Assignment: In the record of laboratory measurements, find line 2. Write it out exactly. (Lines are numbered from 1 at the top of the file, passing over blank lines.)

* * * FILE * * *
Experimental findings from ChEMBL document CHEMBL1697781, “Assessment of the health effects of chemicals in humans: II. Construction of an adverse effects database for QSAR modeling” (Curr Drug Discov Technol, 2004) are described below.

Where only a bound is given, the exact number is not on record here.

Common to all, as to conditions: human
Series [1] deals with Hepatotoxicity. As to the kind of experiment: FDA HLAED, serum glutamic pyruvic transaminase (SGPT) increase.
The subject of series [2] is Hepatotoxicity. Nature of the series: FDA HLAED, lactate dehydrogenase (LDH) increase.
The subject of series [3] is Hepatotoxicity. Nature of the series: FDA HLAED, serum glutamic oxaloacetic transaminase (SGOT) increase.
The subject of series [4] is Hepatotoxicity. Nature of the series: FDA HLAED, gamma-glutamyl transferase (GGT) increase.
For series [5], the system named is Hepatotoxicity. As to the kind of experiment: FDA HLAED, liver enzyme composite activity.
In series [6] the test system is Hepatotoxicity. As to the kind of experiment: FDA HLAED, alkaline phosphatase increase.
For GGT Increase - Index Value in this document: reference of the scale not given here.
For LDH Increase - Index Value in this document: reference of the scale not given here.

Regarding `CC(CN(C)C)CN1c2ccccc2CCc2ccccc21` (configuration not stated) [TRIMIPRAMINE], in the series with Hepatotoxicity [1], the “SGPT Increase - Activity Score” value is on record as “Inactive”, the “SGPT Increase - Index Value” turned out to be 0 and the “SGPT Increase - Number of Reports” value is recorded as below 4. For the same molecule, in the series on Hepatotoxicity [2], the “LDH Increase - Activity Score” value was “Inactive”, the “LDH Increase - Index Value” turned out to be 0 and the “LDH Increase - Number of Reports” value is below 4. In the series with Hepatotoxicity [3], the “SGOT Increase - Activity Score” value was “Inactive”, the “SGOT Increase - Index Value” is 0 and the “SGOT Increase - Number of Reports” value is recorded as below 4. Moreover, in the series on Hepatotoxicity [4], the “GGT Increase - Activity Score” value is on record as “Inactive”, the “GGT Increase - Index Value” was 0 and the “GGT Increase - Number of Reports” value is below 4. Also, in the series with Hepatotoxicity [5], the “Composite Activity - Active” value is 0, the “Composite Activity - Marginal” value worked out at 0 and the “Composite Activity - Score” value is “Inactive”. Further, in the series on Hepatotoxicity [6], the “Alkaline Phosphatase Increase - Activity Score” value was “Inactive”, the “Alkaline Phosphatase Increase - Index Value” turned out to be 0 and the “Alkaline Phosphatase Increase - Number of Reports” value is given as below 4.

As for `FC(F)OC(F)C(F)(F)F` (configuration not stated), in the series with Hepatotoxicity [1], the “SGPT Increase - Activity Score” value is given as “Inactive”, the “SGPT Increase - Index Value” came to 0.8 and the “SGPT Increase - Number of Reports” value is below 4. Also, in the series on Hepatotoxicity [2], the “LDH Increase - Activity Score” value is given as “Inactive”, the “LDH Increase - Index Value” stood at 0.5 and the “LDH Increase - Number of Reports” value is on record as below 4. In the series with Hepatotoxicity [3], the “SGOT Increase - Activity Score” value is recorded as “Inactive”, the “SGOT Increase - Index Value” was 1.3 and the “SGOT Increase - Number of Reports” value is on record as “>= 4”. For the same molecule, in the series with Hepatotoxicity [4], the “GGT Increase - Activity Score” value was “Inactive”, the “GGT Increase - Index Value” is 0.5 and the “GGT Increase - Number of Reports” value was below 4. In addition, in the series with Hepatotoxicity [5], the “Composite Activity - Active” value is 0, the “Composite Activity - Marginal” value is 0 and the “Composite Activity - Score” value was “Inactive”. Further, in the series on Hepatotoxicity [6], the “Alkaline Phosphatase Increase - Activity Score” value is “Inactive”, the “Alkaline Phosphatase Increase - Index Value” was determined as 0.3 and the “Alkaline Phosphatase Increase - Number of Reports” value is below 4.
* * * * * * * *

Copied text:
Where only a bound is given, the exact number is not on record here.